The nuclear industry started late last year lobbying lawmakers on both the House Energy and Commerce Committee's legislation to move forward on Yucca and an interim nuclear waste site, and on appropriating the funding needed by federal agencies to continue licensing.
"We went in and tried to educate people on where the fuel is, why it's stranded, but an overall educational effort to help people understand the used fuel situation in the United States," Elmore said. "We've got more of that to do as we get down this road."
The industry got help from the National Association of Regulatory Utility Commissioners (NARUC). That group's arguments have centered in part on the impact to electricity customers, who had paid fees for the repository for years.
"NARUC has, for years, been at the forefront advocating for Congress to use the funds collected from ratepayers in the Nuclear Waste Fund to complete a permanent repository and start accepting civilian waste," said James Bradford Ramsay, the group's general counsel.
A nuclear industry lobbyist said their focus would be on the getting the House bill enacted and on appropriating the money that is needed to get Yucca started.
"The imperative will be on educating members about the history of the program, the government's commitment, the fact that it's fundamentally different from other programs in that there is a contractual commitment," the lobbyist said.
But environmentalists say they're ready for the Yucca fight as well.
"There are a lot of people who have been committed to fighting Yucca for a very long time. And I think that people are beginning to organize and get together and figure out, during these very difficult times when there are so many environmental issues that are pressing, to add Yucca Mountain to mix," said Wenonah Hauter, executive director of Food and Water Watch.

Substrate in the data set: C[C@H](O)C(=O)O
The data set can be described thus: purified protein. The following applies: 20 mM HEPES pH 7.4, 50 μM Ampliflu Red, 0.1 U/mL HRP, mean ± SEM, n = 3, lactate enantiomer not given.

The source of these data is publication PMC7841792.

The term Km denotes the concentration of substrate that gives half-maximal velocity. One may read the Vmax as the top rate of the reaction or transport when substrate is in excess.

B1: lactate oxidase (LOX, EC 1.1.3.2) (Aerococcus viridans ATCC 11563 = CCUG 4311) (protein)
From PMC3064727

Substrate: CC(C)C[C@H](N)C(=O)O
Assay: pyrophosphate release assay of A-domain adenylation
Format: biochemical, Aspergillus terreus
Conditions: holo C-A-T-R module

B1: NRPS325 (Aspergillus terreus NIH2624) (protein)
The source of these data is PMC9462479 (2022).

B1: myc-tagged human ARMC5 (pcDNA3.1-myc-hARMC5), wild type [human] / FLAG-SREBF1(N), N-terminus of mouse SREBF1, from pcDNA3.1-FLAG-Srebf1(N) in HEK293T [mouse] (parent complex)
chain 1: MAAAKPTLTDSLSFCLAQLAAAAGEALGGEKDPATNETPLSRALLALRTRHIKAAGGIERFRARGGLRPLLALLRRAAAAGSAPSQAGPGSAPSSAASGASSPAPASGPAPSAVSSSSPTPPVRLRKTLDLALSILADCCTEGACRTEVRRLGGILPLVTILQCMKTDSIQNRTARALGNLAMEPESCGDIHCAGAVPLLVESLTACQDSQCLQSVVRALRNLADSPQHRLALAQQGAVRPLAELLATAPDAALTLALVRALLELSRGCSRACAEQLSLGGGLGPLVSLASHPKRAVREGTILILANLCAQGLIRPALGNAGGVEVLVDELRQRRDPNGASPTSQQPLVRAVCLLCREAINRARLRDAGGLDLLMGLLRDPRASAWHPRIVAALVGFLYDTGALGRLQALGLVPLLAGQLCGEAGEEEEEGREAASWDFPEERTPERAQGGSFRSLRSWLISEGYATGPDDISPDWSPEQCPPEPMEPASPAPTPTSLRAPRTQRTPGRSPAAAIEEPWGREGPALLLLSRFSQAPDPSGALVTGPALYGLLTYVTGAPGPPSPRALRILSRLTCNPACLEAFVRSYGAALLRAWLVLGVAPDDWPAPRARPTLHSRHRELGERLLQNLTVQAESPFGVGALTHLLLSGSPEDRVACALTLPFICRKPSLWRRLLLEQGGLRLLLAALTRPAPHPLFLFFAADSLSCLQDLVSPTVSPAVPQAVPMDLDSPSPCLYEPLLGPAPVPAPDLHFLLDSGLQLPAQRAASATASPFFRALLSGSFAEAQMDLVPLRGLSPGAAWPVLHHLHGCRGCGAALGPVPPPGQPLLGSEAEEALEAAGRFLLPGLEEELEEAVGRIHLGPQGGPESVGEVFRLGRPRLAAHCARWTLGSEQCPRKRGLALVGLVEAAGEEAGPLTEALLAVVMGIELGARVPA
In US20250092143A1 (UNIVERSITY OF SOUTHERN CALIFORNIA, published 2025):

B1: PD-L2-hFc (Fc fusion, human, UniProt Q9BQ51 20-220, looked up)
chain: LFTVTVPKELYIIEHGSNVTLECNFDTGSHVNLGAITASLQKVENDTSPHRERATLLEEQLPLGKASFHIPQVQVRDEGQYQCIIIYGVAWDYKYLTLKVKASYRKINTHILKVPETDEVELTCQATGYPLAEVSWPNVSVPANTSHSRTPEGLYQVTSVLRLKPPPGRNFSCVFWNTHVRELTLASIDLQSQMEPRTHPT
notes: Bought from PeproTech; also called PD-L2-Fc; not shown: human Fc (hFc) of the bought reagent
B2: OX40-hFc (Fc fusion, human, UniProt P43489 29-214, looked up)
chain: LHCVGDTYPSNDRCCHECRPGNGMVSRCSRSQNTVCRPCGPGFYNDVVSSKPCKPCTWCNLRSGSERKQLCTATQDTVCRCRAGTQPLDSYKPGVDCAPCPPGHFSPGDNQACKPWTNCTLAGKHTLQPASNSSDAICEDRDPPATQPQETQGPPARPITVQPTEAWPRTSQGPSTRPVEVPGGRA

Greens are joined in their fight by the state of Nevada and the gambling industry. The Las Vegas Strip is only 90 miles from Yucca, and casino operators worry that the waste transported to the repository could travel near the strip.
Nevada last week approved a $150,000 boost to a contract the state has with Adams Natural Resources Consulting Services to fight Yucca, bringing the total for the contract to $450,000.
"I feel like it is a disgusting waste of money and resources on the part of the federal government," Gov. Brian Sandoval (R) said of the project, according to the Las Vegas Review-Journal.
Casino operators, many of whom supported Trump in last year's election, are ramping up their fight as well.
The American Gaming Association (AGA) is worried that Yucca would reduce tourism to Las Vegas.
"The AGA stands with the many concerned citizens, small business operators and bipartisan members of Congress in staunch opposition to any attempt to restart the repository licensing process at Yucca Mountain," Chris Cylke, vice president of government affairs at the gaming group, said in a statement.
"We will continue to monitor the situation on Capitol Hill and look for a more feasible solution that ensures radioactive waste is never stored anywhere near the world's premier tourist, convention and entertainment destination."